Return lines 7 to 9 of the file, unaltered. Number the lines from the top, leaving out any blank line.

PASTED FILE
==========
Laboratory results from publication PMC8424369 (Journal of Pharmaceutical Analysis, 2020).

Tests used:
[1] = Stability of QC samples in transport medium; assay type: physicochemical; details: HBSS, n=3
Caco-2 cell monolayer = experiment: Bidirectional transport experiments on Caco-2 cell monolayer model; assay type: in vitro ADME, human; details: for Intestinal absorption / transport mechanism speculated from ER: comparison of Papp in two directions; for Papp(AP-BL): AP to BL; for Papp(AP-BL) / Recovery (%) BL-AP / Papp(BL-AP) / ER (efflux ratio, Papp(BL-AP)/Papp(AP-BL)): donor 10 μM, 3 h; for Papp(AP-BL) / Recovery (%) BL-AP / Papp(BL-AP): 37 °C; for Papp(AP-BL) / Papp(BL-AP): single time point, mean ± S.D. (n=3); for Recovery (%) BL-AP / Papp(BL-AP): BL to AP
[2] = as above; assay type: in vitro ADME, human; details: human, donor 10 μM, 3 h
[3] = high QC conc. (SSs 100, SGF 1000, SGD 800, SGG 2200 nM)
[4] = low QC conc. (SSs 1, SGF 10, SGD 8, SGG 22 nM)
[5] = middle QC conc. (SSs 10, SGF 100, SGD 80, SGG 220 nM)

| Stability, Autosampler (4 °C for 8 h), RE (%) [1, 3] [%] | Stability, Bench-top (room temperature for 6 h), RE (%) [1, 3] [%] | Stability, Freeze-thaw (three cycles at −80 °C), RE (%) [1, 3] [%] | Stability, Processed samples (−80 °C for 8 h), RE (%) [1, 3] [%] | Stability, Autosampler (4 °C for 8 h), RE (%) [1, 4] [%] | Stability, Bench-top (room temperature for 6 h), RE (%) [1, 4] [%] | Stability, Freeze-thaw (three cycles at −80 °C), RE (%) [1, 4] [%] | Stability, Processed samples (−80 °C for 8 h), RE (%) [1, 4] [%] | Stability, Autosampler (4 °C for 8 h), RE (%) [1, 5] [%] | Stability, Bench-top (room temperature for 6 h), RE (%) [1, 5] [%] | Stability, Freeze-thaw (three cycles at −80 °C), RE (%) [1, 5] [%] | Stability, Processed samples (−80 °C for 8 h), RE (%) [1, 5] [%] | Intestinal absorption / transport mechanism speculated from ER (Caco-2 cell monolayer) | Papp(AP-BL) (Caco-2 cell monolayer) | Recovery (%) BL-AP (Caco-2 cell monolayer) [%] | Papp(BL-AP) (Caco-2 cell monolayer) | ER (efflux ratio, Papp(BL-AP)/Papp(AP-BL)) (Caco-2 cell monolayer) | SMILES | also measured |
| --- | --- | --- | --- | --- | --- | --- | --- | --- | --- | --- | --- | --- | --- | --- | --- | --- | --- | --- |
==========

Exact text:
[4] = low QC conc. (SSs 1, SGF 10, SGD 8, SGG 22 nM)
[5] = middle QC conc. (SSs 10, SGF 100, SGD 80, SGG 220 nM)

| Stability, Autosampler (4 °C for 8 h), RE (%) [1, 3] [%] | Stability, Bench-top (room temperature for 6 h), RE (%) [1, 3] [%] | Stability, Freeze-thaw (three cycles at −80 °C), RE (%) [1, 3] [%] | Stability, Processed samples (−80 °C for 8 h), RE (%) [1, 3] [%] | Stability, Autosampler (4 °C for 8 h), RE (%) [1, 4] [%] | Stability, Bench-top (room temperature for 6 h), RE (%) [1, 4] [%] | Stability, Freeze-thaw (three cycles at −80 °C), RE (%) [1, 4] [%] | Stability, Processed samples (−80 °C for 8 h), RE (%) [1, 4] [%] | Stability, Autosampler (4 °C for 8 h), RE (%) [1, 5] [%] | Stability, Bench-top (room temperature for 6 h), RE (%) [1, 5] [%] | Stability, Freeze-thaw (three cycles at −80 °C), RE (%) [1, 5] [%] | Stability, Processed samples (−80 °C for 8 h), RE (%) [1, 5] [%] | Intestinal absorption / transport mechanism speculated from ER (Caco-2 cell monolayer) | Papp(AP-BL) (Caco-2 cell monolayer) | Recovery (%) BL-AP (Caco-2 cell monolayer) [%] | Papp(BL-AP) (Caco-2 cell monolayer) | ER (efflux ratio, Papp(BL-AP)/Papp(AP-BL)) (Caco-2 cell monolayer) | SMILES | also measured |